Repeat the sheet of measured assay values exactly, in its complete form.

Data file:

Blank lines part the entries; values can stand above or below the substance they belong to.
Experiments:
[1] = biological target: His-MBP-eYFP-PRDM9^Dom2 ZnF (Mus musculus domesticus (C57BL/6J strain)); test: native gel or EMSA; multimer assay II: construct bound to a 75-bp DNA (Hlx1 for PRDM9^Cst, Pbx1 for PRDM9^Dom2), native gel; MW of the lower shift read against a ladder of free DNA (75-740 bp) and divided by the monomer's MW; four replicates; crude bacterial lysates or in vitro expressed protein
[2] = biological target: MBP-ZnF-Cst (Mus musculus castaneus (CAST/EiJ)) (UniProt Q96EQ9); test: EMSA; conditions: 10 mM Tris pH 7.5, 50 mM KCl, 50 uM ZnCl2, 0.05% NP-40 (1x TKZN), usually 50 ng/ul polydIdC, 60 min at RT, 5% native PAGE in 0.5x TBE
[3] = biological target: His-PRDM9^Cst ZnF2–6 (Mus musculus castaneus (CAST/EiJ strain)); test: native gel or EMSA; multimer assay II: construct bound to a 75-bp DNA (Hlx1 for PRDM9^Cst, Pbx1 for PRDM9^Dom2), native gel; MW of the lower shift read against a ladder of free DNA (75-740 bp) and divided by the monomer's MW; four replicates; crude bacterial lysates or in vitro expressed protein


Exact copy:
Blank lines part the entries; values can stand above or below the substance they belong to.
Experiments:
[1] = biological target: His-MBP-eYFP-PRDM9^Dom2 ZnF (Mus musculus domesticus (C57BL/6J strain)); test: native gel or EMSA; multimer assay II: construct bound to a 75-bp DNA (Hlx1 for PRDM9^Cst, Pbx1 for PRDM9^Dom2), native gel; MW of the lower shift read against a ladder of free DNA (75-740 bp) and divided by the monomer's MW; four replicates; crude bacterial lysates or in vitro expressed protein
[2] = biological target: MBP-ZnF-Cst (Mus musculus castaneus (CAST/EiJ)) (UniProt Q96EQ9); test: EMSA; conditions: 10 mM Tris pH 7.5, 50 mM KCl, 50 uM ZnCl2, 0.05% NP-40 (1x TKZN), usually 50 ng/ul polydIdC, 60 min at RT, 5% native PAGE in 0.5x TBE
[3] = biological target: His-PRDM9^Cst ZnF2–6 (Mus musculus castaneus (CAST/EiJ strain)); test: native gel or EMSA; multimer assay II: construct bound to a 75-bp DNA (Hlx1 for PRDM9^Cst, Pbx1 for PRDM9^Dom2), native gel; MW of the lower shift read against a ladder of free DNA (75-740 bp) and divided by the monomer's MW; four replicates; crude bacterial lysates or in vitro expressed protein